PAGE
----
Commissioned by the Taipei Golden Horse Film Festival, 10+10 is a short film anthology intended to speak of "the uniqueness of Taiwan" to celebrate the Republic of China's 100-year anniversary. With the title of the short film program being descriptive of its content, it is also a tip of the hat to the country's National Day of October 10, which is also known as "Double Ten Day."

Containing 20 short films, each with a 5-minute allotment, the program features ten renowned directors and ten directorial newcomers that produced results ranging from critiques of politics to those assessing culture, history and pop stars. Like any short film program, there are pieces that stand out, as well as others that prove somewhat less effective.

One of the better pieces is the black and white Bus Odyssey that shows a simple bus-ride commute cut short by an act of violence. Similarly, Reverberation showcases violence by depicting an act of school bullying that spins into eye-for-an-eye retribution.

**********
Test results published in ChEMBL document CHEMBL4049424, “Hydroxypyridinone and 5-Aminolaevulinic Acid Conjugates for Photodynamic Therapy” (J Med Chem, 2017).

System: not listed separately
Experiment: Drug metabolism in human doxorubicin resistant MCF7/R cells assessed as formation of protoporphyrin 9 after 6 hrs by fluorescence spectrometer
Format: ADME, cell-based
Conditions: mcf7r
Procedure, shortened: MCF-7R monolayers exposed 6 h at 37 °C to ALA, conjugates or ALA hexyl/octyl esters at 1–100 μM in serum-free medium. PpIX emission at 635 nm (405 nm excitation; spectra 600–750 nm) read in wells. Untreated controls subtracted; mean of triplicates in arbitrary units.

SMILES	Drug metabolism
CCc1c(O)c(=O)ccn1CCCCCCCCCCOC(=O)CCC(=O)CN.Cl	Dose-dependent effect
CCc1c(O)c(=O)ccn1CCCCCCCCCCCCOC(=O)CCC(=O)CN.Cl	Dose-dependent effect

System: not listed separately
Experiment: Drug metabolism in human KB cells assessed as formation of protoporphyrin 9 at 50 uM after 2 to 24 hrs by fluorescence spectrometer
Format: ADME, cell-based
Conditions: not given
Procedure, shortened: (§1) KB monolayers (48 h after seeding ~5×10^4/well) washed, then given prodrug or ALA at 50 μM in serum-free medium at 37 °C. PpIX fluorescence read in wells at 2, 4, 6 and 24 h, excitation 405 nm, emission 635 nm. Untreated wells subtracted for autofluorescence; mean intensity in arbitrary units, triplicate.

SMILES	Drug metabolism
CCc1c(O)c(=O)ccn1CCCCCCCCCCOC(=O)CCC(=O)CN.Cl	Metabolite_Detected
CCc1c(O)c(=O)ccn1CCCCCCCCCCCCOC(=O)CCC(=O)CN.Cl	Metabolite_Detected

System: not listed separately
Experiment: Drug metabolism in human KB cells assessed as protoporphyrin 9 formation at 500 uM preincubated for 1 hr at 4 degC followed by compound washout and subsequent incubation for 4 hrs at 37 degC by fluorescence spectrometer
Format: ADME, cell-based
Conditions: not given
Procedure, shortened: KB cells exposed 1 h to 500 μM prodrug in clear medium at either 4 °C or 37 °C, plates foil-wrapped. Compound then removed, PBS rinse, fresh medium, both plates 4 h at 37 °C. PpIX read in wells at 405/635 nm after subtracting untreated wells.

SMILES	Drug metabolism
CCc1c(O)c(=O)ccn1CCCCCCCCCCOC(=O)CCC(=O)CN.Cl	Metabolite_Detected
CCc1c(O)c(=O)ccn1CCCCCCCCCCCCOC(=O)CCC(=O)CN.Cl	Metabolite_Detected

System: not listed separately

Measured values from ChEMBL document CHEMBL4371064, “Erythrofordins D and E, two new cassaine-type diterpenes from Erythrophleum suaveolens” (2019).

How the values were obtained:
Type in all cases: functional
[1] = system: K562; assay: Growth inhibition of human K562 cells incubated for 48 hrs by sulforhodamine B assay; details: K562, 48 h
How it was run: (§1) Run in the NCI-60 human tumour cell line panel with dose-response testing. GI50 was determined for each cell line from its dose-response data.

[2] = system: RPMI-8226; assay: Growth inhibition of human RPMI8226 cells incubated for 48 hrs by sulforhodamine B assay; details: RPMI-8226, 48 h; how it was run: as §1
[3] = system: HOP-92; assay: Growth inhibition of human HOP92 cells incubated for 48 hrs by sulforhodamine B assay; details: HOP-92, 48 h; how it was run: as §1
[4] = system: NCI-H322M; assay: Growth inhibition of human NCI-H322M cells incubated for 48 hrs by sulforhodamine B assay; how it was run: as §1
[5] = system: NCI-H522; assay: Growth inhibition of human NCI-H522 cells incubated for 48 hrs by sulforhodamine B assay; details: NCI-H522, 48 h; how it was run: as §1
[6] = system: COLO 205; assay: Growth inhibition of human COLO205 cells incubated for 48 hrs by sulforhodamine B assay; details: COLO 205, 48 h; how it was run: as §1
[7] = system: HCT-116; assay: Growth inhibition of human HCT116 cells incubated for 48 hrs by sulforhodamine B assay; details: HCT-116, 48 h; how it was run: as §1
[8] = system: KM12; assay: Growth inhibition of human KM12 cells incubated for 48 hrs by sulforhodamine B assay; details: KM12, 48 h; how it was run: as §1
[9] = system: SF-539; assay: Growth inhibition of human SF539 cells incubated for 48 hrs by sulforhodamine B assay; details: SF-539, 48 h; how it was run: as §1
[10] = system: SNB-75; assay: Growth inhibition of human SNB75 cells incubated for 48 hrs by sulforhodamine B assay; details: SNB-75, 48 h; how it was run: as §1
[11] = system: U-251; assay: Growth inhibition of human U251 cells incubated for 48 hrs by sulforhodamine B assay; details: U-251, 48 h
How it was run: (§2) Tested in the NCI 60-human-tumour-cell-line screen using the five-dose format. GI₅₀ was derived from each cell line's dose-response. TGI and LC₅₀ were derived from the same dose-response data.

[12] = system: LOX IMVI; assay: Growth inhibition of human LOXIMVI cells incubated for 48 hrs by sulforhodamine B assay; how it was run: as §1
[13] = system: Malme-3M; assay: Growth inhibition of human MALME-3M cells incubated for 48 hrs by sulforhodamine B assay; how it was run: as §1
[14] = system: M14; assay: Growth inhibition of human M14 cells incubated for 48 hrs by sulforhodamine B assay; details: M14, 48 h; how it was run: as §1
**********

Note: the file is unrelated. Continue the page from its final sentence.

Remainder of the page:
Comedy makes an appearance in the program by way of The Ritual, which finds two brothers trekking to the top of a hill to pay their respects to a shrine that has helped them win a sum of money. This short hilariously references James Cameron's Avatar, down to the use of 3D glasses for the men and their deities.

Memory is a recurring theme in the program with an elderly man going for a walk and recalling his life's high points in Old Man & Me, while Hippocamp Hair Salon provides an interesting take on erasing bad memories from one's mind, sort of like a less inspired Eternal Sunshine of the Spotless Mind. A powerful historical glance at Taiwan's fierce military past comes by way of Sparkles as we witness an elderly woman recalling the 1949 Battle of Kuningtou as she visits the site of the battle she once ran through as a child.

Without directly pointing the finger at the films that prove somewhat more confusing than intriguing, 10+10 has a little something for everyone that will entertain, puzzle and bewilder viewers, even though a few of the short films are quite obviously aimed directly at Taiwanese insiders, leaving international viewers in the dark. With the restrictive 5-minute runtimes the stinkers will fortunately come to a quick end while the films that shine will leave you craving more.
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